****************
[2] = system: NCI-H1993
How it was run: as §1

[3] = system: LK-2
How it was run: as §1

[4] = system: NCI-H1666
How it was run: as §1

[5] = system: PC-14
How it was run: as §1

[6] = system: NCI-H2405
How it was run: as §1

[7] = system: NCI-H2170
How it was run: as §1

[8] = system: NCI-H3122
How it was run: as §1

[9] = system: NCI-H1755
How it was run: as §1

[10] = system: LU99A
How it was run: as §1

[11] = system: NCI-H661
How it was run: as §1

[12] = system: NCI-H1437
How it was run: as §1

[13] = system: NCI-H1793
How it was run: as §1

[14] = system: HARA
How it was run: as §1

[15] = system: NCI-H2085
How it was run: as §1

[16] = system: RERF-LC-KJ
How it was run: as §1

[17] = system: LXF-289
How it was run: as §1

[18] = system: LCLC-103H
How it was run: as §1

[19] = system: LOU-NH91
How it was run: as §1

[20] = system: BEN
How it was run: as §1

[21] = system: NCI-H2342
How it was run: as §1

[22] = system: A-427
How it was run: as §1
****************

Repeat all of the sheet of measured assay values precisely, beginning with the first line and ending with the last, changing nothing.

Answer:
[2] = system: NCI-H1993
How it was run: as §1

[3] = system: LK-2
How it was run: as §1

[4] = system: NCI-H1666
How it was run: as §1

[5] = system: PC-14
How it was run: as §1

[6] = system: NCI-H2405
How it was run: as §1

[7] = system: NCI-H2170
How it was run: as §1

[8] = system: NCI-H3122
How it was run: as §1

[9] = system: NCI-H1755
How it was run: as §1

[10] = system: LU99A
How it was run: as §1

[11] = system: NCI-H661
How it was run: as §1

[12] = system: NCI-H1437
How it was run: as §1

[13] = system: NCI-H1793
How it was run: as §1

[14] = system: HARA
How it was run: as §1

[15] = system: NCI-H2085
How it was run: as §1

[16] = system: RERF-LC-KJ
How it was run: as §1

[17] = system: LXF-289
How it was run: as §1

[18] = system: LCLC-103H
How it was run: as §1

[19] = system: LOU-NH91
How it was run: as §1

[20] = system: BEN
How it was run: as §1

[21] = system: NCI-H2342
How it was run: as §1

[22] = system: A-427
How it was run: as §1